Thames Tides at Crossness Pumping Station

Thames Tides, Crossness,Susi Arnott,Crispin Hughes

Thames Tides is screening alongside the beam engines at the ethereal Crossness Engine House. The huge building combines ponderous machinery and delicate filigree work to astonishing effect. Its function was to pump London’s sewage up above the level of the Thames and release it on an outgoing tide. What better place to screen Thames Tides?

Here are the details:

Crossness Pumping Station. Sunday 23rd Oct. and Friday 28th Oct. 2016 10.30am-4pm.

Where?
Crossness Pumping Station
The Old Works, Thames Water S.T.W. Bazalgette Way, Abbey Wood, London SE2 9AQ

When?
Sunday 23rd Oct.
is an Open day from 10.30- 5pm (last admission 4pm). There is no need to book, visitors can just turn up. Ticket prices are £6 for adults and £2 for children under 16.

Friday 28th Oct. Public guided tour from 10am-1pm. Booking is required for this – through Eventbrite on the Crossness website. Cost is £12 and includes tea and biscuits.
Parking available outside site on Bazalgette Way. Walkers/cyclists gain access via the pedestrian access pathway – at end of Bazalgette Way on left BEFORE thames water security gate.

And here are some more photos:

Thames Tides moves to the Bartlett School of Architecture

We’re on the move again

Thames Tides will be showing at the Bartlett School of Architecture on Monday 19th and Tuesday 20th September 2016.

140 Hampstead Rd.NW1 2BX. (Room G02, Ground floor)

Free entry 10am – 6pm. Please email or give us a call (crispinhughes@gmail.com 0207 207 0608) to arrange entry.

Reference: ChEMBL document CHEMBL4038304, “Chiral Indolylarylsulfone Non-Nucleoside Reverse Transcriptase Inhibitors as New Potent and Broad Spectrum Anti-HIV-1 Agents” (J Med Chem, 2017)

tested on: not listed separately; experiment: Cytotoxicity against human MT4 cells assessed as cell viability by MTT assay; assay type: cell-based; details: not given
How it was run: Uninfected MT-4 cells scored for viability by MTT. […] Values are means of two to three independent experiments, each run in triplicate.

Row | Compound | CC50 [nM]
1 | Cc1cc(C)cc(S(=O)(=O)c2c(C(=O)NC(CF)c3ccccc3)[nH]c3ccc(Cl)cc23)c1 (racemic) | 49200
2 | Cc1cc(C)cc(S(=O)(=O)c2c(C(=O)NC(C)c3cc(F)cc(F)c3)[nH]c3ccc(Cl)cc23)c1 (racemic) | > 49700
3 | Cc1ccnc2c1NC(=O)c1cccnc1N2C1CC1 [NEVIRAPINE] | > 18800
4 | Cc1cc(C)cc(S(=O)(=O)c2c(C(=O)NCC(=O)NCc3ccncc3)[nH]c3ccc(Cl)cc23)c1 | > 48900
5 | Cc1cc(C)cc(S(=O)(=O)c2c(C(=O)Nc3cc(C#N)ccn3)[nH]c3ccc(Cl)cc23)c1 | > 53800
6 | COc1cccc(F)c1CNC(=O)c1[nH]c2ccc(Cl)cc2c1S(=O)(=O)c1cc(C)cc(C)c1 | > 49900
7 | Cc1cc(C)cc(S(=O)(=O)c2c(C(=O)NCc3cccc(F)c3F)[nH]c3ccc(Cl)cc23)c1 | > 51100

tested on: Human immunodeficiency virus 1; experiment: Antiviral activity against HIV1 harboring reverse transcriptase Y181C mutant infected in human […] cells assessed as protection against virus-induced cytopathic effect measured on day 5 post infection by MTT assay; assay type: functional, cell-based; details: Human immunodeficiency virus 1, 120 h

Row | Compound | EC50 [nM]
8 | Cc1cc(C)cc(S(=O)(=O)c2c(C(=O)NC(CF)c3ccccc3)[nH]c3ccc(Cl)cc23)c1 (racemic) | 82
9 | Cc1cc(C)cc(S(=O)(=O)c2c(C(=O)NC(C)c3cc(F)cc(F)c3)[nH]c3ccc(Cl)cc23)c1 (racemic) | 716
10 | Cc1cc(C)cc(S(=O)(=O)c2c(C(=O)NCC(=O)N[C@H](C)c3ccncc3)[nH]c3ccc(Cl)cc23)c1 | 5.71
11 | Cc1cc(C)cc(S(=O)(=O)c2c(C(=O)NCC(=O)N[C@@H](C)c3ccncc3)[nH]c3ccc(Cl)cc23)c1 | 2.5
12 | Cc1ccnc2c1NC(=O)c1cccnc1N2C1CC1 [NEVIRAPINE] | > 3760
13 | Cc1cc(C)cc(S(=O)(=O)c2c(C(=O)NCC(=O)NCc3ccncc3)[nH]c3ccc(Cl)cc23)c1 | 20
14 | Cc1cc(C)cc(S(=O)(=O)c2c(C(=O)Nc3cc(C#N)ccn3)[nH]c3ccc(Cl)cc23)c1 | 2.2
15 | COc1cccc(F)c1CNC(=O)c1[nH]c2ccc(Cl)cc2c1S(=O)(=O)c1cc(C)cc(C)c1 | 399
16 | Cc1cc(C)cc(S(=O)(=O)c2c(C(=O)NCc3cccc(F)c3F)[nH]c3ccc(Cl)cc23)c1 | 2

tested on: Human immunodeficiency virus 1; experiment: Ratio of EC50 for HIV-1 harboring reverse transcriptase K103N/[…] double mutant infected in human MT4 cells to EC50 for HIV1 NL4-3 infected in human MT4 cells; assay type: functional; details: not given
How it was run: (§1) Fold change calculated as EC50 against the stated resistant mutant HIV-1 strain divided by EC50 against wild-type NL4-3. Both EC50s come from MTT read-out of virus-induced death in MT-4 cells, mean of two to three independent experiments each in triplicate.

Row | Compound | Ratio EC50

Here are some photos and videos taken before we wrapped at the Brunel Sinking Shaft:

Thames Tides, Brunel Museum, Brunel Sinking Shaft

Thames Tides at the Brunel Sinking Shaft

Our Thames Tides installation has opened at the weird and wonderful Brunel Sinking Shaft in Rotherhithe. Only running till Friday 16th Sept. so get along quickly!
Details here:
https://thamestides.wordpress.com/screenings/

 

Thames Tides, Brunel Museum, Brunel Sinking Shaft

Thames Tides

Thames Tides Susi Arnott & Crispin Hughes

A large-scale, 5-screen projected installation, created along the tidal Thames in central London

This is my latest collaborative show with Susi Arnott.

Twice a day, the Thames rises many metres to fill secret, enclosed spaces in central London.

Cameras and stereo microphones, held under wharves, jetties and office-blocks, recorded four distinct audio films. Starting slowly, the water rises inexorably to take and drown each camera in the confined space of its man-made, built environment; stereo sounds of traffic, birds, humans and boat-wash are replaced by burbling inundation and the buzz of propellers. The films are not ‘in synch’; the chaos of their rhythms means nobody walks into the same exhibition twice…

To find out more go to the Thames Tides website here.
https://thamestides.wordpress.com/

Screenings

Sunday September 4th 2016

Thames Tides will premiere as part of the 2016 Totally Thames festival
http://totallythames.org/events/info/thames-tides

Sunday September 4th 2016 at The Cinema Museum,
2 Dugard Way (off Renfrew Rd.), Kennington, SE11 4TH

Anytime from 2pm till 10pm. Free entry. There’ll be a bar, café and plenty of space to mingle and talk. – alongside the multi-screen, stereo experience to wander through.

 

Tuesday 13th-Friday 16th September 2016

Thames Tides will be on show 10am – 5pm everyday at the astonishing Brunel Shaft by the river in Rotherhithe. Free entry. Donations to the museum gratefully received.